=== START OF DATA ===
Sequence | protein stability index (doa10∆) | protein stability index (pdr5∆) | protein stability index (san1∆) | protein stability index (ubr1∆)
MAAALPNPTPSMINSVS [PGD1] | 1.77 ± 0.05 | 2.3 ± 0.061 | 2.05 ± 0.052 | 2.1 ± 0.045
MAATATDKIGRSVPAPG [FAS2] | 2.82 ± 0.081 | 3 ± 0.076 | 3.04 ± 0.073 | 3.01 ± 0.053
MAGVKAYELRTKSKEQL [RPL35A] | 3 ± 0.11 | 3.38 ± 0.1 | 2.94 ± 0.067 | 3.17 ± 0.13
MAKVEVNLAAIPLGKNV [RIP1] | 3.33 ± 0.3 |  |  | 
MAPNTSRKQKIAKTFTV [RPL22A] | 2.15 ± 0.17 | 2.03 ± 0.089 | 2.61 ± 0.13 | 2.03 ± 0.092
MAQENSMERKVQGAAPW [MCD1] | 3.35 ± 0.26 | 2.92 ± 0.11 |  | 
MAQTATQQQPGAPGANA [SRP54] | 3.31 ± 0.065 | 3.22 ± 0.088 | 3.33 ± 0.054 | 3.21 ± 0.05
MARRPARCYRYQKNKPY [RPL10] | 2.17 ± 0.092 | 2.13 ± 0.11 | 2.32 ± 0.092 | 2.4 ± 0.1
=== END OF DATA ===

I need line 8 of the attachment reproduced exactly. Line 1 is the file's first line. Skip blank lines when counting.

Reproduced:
MAQTATQQQPGAPGANA [SRP54] | 3.31 ± 0.065 | 3.22 ± 0.088 | 3.33 ± 0.054 | 3.21 ± 0.05